Pastor Caleb Kaltenbach of Discovery Church in Simi Valley, California, has gained a great deal of attention for sharing his personal story of growing up emerged in the gay rights movement before later discovering the Christian faith and experiencing an ideological transformation.
Kaltenbach, who first shared the details in an appearance on The Church Boys podcast back in September, recently came back on the show to share additional insight about the ways in which he believes the Christian community can better foster dialogue with gays and lesbians.
"I honestly believe that ... neither side is listening to one another as much as they should," the pastor said, citing the ongoing attacks coming from both sides. "I think that we need to listen. I think that we need to understand where the other person is coming from."
Kaltenbach, author of the new book "Messy Grace," has a unique perspective, as both of his parents came out as gay when he was a child, with his mother wanting him to “experience the LGBT community,” bringing him to gay-themed parades and events at a young age.
Listen to Kaltenbach explain how Christians should handle these issues below:
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In his earlier interview with The Church Boys, he recalled hating Christians as a young man, holding disdain for their treatment of the gay community.
But one day after Kaltenbach decided to "attack Christianity" by going into a Bible study and trying to challenge Christians' beliefs, something surprising happened: he embraced the Bible and became a believer himself. Read more about that here.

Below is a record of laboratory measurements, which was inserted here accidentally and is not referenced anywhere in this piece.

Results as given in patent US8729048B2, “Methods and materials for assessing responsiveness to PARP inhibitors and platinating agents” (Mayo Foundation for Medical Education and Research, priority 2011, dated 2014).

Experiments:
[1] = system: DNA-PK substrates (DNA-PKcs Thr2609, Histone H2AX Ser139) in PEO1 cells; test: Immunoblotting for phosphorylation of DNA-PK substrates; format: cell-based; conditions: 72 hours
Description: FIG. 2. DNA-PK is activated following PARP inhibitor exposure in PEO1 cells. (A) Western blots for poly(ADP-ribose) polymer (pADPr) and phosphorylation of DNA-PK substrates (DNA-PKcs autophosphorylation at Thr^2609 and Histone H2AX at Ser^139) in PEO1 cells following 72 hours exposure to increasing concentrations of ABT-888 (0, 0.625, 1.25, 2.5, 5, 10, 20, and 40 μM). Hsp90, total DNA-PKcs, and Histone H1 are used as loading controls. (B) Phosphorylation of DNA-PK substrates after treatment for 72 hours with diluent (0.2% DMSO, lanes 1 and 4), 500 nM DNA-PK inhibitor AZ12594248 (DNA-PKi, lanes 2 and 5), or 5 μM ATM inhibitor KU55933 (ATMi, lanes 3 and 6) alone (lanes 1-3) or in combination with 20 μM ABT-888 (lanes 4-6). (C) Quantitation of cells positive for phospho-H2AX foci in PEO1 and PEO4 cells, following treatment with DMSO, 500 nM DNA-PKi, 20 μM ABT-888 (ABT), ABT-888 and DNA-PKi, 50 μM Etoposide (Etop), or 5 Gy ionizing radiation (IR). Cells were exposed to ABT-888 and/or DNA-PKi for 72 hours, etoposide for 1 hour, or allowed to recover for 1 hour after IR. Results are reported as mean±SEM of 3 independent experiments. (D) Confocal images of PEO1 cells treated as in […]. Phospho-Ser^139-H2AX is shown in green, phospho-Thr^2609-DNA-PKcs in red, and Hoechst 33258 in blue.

Years later, the pastor — who does not believe that same-sex relations are biblically sound — is hoping to inspire people on both sides of the debate to speak openly and fairly with one another.
"I grew up in this community. I marched in gay pride parades," Kaltenbach said. "I witnessed not only the aggression of the extreme Christians, but the aggression of the extreme LGBT people."
He believes that what's happening in culture today is a rejection of the values that extended from the 1940s into the 1980s, dubbing the response a "rebellion" of sorts that has resulted in a "huge identity issue."
While Kaltenbach believes in open dialogue and respect, he said that for Christians "there are going to be boundaries and one of those boundaries is same-sex intimacy."
He also encouraged Christians not to simply say "homosexuality is a sin" when it comes to addressing the contentious subject, as he said that this framing simply has "so much baggage."
Instead, he encourages a focus on discussing his belief that same-sex intimacy is what the Bible condemns.
"The more we love people, the more influence we'll have in their lives to be able to speak truth when God gives us margin to," Kaltenbach said.
We'll leave you with his earlier interview, during which the pastor described finding Jesus, below:
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